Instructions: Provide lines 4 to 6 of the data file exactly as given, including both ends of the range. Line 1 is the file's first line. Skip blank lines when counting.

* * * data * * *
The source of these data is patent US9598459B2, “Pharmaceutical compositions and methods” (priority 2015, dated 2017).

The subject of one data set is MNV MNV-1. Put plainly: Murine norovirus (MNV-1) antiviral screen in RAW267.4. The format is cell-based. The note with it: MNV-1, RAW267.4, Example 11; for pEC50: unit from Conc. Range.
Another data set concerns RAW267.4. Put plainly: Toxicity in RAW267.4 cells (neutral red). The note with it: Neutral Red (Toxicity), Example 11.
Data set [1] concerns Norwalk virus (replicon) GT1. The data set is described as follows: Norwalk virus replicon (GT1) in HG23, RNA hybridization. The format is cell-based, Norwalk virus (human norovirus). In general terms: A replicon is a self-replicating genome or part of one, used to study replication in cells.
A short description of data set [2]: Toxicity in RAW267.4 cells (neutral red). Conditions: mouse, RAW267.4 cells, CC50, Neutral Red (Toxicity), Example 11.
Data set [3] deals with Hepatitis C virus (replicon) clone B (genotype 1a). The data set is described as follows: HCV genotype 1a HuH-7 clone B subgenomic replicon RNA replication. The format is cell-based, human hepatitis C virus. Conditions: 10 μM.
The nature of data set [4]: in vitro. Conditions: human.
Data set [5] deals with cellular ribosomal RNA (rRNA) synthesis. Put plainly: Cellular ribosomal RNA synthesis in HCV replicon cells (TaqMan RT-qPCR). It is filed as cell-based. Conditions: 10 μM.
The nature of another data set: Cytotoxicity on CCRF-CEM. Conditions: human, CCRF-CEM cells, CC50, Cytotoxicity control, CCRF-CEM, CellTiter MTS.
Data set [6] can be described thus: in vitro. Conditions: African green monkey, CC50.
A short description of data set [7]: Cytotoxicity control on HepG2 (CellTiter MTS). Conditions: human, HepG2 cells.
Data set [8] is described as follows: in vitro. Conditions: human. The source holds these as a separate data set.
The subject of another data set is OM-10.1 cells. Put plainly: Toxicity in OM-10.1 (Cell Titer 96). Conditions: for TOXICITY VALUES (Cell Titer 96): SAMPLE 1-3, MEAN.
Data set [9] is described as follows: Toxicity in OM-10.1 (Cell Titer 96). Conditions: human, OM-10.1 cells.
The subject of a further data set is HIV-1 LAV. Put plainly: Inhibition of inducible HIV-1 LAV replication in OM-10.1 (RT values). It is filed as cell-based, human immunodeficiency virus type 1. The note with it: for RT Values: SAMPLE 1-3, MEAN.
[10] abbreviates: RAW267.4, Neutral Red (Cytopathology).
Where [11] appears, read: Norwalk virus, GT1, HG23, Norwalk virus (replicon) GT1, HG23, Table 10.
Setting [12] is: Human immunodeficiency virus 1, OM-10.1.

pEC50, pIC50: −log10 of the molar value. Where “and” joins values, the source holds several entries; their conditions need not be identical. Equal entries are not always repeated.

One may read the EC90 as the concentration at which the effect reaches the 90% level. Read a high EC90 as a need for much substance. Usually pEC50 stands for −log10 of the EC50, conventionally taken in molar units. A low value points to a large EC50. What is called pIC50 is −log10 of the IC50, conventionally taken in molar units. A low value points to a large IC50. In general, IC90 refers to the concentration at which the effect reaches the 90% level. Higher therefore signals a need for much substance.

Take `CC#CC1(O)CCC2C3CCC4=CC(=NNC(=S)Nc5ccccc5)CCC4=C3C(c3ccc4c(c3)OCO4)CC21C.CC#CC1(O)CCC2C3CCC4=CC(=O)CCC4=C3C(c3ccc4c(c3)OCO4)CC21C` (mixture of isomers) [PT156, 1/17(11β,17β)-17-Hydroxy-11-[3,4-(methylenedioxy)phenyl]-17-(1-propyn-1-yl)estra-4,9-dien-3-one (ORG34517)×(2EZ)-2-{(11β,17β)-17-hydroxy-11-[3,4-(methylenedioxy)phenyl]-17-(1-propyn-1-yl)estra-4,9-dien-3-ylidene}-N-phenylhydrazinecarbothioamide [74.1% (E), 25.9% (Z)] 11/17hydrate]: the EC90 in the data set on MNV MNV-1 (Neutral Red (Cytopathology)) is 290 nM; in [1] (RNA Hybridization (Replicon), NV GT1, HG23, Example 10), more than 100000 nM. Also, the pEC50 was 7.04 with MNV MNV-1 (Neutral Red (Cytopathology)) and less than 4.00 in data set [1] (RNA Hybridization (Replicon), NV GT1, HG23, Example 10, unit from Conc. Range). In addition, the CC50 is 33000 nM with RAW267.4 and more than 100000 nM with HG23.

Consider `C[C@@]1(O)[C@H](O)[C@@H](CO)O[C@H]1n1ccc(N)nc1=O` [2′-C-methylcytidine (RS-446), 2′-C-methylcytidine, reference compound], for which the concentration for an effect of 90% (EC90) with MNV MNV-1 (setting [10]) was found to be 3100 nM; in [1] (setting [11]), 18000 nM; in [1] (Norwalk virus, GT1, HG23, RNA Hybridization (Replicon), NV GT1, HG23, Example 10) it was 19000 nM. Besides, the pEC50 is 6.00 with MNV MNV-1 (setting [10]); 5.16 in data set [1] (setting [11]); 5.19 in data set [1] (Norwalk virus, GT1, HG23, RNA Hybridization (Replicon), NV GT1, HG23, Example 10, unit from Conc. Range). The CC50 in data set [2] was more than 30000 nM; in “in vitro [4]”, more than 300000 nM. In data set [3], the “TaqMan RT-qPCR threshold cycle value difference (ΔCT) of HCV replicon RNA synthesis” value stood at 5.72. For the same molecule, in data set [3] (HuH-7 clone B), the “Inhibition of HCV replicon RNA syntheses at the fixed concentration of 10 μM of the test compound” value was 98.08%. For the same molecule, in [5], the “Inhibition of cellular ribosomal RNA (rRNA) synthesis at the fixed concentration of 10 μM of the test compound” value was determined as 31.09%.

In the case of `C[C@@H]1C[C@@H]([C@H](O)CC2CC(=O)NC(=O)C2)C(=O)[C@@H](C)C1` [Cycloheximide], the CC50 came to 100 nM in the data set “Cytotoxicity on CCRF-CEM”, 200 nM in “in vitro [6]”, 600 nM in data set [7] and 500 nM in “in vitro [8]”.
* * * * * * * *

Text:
Data set [1] concerns Norwalk virus (replicon) GT1. The data set is described as follows: Norwalk virus replicon (GT1) in HG23, RNA hybridization. The format is cell-based, Norwalk virus (human norovirus). In general terms: A replicon is a self-replicating genome or part of one, used to study replication in cells.
A short description of data set [2]: Toxicity in RAW267.4 cells (neutral red). Conditions: mouse, RAW267.4 cells, CC50, Neutral Red (Toxicity), Example 11.
Data set [3] deals with Hepatitis C virus (replicon) clone B (genotype 1a). The data set is described as follows: HCV genotype 1a HuH-7 clone B subgenomic replicon RNA replication. The format is cell-based, human hepatitis C virus. Conditions: 10 μM.